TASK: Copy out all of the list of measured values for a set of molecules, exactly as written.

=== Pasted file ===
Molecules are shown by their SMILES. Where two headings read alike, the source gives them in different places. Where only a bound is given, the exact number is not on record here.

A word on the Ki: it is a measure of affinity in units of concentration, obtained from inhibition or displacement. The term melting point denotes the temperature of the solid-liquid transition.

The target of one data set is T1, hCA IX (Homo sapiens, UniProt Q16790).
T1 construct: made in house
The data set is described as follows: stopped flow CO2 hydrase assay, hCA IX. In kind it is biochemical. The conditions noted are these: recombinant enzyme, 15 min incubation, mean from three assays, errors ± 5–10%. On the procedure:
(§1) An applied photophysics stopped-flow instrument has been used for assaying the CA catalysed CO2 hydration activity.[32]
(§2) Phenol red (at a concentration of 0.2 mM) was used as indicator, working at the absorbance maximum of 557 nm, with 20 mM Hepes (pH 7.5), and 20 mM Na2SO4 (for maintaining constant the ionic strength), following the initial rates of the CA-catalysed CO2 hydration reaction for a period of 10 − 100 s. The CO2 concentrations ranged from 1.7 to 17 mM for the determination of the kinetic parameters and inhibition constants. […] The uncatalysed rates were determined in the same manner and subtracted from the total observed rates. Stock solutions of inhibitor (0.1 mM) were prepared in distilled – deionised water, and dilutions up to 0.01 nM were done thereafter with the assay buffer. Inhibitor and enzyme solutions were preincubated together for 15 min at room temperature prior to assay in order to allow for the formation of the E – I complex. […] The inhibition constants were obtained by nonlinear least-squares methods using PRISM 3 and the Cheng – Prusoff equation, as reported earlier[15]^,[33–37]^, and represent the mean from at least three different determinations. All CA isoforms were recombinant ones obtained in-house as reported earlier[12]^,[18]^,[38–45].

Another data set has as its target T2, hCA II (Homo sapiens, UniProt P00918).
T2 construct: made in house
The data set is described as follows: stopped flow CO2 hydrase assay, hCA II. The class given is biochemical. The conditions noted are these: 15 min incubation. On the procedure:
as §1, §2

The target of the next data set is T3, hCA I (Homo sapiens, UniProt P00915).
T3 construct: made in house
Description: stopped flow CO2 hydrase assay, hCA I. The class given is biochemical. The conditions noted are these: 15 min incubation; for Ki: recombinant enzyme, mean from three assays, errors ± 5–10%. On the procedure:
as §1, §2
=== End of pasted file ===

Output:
Molecules are shown by their SMILES. Where two headings read alike, the source gives them in different places. Where only a bound is given, the exact number is not on record here.

A word on the Ki: it is a measure of affinity in units of concentration, obtained from inhibition or displacement. The term melting point denotes the temperature of the solid-liquid transition.

The target of one data set is T1, hCA IX (Homo sapiens, UniProt Q16790).
T1 construct: made in house
The data set is described as follows: stopped flow CO2 hydrase assay, hCA IX. In kind it is biochemical. The conditions noted are these: recombinant enzyme, 15 min incubation, mean from three assays, errors ± 5–10%. On the procedure:
(§1) An applied photophysics stopped-flow instrument has been used for assaying the CA catalysed CO2 hydration activity.[32]
(§2) Phenol red (at a concentration of 0.2 mM) was used as indicator, working at the absorbance maximum of 557 nm, with 20 mM Hepes (pH 7.5), and 20 mM Na2SO4 (for maintaining constant the ionic strength), following the initial rates of the CA-catalysed CO2 hydration reaction for a period of 10 − 100 s. The CO2 concentrations ranged from 1.7 to 17 mM for the determination of the kinetic parameters and inhibition constants. […] The uncatalysed rates were determined in the same manner and subtracted from the total observed rates. Stock solutions of inhibitor (0.1 mM) were prepared in distilled – deionised water, and dilutions up to 0.01 nM were done thereafter with the assay buffer. Inhibitor and enzyme solutions were preincubated together for 15 min at room temperature prior to assay in order to allow for the formation of the E – I complex. […] The inhibition constants were obtained by nonlinear least-squares methods using PRISM 3 and the Cheng – Prusoff equation, as reported earlier[15]^,[33–37]^, and represent the mean from at least three different determinations. All CA isoforms were recombinant ones obtained in-house as reported earlier[12]^,[18]^,[38–45].

Another data set has as its target T2, hCA II (Homo sapiens, UniProt P00918).
T2 construct: made in house
The data set is described as follows: stopped flow CO2 hydrase assay, hCA II. The class given is biochemical. The conditions noted are these: 15 min incubation. On the procedure:
as §1, §2

The target of the next data set is T3, hCA I (Homo sapiens, UniProt P00915).
T3 construct: made in house
Description: stopped flow CO2 hydrase assay, hCA I. The class given is biochemical. The conditions noted are these: 15 min incubation; for Ki: recombinant enzyme, mean from three assays, errors ± 5–10%. On the procedure:
as §1, §2